Some Surrounding Arab Villages
The following places are not within walking distance, but they are a short taxi ride away.
If you take a left out of the kibbutz entrance and keep on heading straight for about eight minutes, you’ll arrive at Baqa-Al-Gharbiyye. Baqa is the fourth largest Arab city in Israel. Baqa is known for its incredible sweets and its wedding dress shops. Arabs come from all over Israel to buy their wedding dresses in Baqa. Baqa has a lot of coffee shops (or Nargilah cafes) that you can go to (although girls should always ask permission before entering and won’t always be allowed in) and it is a great place to eat on Shabbat when all of the Jewish restaurants are closed.
Kfar Kara literally means “Pumpkin Village.” If you take a right out of the kibbutz entrance and then another right at the Karkur Junction, Kfar Kara will be the first city on your left. It is best known for having an extremely disproportionate number of doctors, lawyers, scientists, engineers, and educated professionals. In Kfar Kara you’ll find an incredible Research Center as well as Jesar ala Wadi/Gesher ala Wadi (Bridge over the Wadi), which is a joint Jewish-Arab school (only one of five in all of Israel). If you are looking to get to or from Tel Aviv, Jerusalem or other places in Israel, there are many buses that stop in front of Kfar Kara. Near the bus stop, in the entrance to Kfar Kara, is a fantastic vegetable and fruit market.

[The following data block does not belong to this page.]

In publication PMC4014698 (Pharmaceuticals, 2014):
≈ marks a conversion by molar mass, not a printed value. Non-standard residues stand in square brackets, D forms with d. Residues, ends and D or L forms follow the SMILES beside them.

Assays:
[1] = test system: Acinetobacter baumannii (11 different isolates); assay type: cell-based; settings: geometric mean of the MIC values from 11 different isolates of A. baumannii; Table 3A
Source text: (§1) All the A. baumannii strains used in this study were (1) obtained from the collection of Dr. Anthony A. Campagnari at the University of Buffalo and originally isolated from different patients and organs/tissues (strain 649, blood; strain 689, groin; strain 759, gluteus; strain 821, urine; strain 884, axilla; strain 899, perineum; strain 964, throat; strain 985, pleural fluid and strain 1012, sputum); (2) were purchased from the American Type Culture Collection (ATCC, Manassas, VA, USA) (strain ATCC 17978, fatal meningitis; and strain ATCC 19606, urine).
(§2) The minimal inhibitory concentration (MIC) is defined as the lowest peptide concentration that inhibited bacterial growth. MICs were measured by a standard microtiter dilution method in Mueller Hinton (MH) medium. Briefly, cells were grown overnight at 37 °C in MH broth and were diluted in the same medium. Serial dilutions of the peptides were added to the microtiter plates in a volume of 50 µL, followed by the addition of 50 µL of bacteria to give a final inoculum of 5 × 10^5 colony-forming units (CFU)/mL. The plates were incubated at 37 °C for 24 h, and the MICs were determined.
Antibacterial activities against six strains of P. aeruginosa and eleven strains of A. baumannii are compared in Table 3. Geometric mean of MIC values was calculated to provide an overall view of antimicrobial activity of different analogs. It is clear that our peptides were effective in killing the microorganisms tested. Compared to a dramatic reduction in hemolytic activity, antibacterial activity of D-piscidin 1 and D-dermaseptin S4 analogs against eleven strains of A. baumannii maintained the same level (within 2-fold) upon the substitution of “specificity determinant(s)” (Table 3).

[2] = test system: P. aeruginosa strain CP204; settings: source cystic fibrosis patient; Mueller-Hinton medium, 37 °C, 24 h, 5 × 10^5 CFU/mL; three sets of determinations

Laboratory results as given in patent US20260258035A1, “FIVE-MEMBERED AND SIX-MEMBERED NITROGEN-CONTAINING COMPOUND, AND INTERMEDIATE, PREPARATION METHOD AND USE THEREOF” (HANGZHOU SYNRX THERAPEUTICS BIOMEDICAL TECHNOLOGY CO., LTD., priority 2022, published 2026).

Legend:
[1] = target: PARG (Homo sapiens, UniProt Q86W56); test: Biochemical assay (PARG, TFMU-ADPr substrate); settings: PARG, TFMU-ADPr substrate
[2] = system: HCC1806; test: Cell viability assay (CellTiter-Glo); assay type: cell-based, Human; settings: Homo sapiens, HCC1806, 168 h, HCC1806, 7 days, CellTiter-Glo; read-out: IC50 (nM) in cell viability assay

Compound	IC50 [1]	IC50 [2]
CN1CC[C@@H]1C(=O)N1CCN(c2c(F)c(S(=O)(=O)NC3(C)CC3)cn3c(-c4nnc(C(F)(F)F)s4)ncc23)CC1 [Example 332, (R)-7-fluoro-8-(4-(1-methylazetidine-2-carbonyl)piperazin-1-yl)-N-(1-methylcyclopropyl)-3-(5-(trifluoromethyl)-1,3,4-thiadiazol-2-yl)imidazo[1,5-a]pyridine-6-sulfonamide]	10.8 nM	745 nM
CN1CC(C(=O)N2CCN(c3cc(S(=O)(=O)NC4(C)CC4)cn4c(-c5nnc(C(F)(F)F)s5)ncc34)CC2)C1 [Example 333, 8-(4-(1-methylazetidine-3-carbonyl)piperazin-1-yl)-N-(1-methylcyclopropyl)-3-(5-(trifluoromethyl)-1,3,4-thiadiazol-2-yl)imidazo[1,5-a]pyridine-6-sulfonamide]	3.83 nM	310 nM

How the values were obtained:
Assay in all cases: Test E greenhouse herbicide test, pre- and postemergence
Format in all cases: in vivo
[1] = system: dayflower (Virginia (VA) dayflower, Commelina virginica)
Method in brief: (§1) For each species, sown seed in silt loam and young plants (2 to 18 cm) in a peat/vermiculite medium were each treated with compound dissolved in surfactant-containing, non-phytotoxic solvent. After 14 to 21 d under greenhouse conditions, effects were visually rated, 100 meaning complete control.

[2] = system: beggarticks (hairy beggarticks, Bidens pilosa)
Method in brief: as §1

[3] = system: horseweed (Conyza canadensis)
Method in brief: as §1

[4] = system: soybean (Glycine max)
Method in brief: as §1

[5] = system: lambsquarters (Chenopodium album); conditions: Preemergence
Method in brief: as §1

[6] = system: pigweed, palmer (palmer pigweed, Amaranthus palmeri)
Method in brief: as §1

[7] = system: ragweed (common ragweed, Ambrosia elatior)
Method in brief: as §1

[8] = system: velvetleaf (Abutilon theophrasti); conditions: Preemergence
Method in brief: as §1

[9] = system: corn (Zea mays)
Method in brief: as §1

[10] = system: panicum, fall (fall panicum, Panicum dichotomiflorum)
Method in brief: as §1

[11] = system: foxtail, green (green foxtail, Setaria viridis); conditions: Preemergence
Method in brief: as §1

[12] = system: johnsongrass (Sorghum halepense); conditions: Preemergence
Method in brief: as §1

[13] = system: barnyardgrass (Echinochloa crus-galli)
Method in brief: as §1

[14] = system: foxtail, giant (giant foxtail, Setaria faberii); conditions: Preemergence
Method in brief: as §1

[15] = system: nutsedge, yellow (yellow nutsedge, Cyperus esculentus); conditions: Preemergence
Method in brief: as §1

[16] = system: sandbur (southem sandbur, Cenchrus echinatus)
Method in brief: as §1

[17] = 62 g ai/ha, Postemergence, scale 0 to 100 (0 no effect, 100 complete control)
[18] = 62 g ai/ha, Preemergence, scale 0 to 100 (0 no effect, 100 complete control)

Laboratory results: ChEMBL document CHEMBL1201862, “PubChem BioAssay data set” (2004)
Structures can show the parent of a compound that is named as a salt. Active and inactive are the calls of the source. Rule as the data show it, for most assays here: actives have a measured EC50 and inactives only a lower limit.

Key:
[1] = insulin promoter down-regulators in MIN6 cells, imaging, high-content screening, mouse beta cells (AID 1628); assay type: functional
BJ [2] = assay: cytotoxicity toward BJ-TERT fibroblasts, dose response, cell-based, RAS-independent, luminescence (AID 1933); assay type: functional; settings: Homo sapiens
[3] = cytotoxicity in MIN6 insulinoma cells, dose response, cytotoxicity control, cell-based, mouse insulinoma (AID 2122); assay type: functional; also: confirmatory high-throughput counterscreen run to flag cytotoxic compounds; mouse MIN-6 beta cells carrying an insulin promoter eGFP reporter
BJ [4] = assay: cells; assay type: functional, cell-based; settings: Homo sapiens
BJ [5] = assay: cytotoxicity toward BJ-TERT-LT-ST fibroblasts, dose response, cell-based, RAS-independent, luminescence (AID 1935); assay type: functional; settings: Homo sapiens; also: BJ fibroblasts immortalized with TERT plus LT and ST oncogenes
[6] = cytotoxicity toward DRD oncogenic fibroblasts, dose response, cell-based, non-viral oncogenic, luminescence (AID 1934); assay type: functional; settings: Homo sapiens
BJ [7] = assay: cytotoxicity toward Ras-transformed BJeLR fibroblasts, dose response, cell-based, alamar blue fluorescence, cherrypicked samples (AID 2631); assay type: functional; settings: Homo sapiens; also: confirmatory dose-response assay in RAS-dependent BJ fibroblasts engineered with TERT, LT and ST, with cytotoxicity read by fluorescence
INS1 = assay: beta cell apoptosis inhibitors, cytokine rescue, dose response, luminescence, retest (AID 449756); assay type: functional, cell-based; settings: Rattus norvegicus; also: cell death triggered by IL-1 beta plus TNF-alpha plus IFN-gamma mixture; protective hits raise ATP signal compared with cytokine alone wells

Ara and Ar’ara are the next villages after Kfar Kara and are across the street from one another. Ar’ara is the older village, and Ara was an extension built later across Highway 65. For many years they were considered to be separate villages even though all of the families are intermarried and live interspersed between the two “villages” across the road from each other. Finally, the two villages were merged (politically) into one village and are now run as a single entity.
Umm El Fahm
Umm El Fahm is the second biggest Arab city in Israel and the biggest Arab Muslim city in Israel (Nazareth is the largest Arab city, but has a large Christian population). Umm El Fahm is considered a city (not a village) because of its large population (somewhere between 50,000-60,000 people). Umm El Fahm is home to many Arab millionaires and has an incredibly diverse and booming economy within its walls. Umm El Fahm is located after Ara and Ar’ara on road 65 and is on the way from the kibbutz to Nazareth.
There are many other small villages in the area. You will get to know them throughout the program.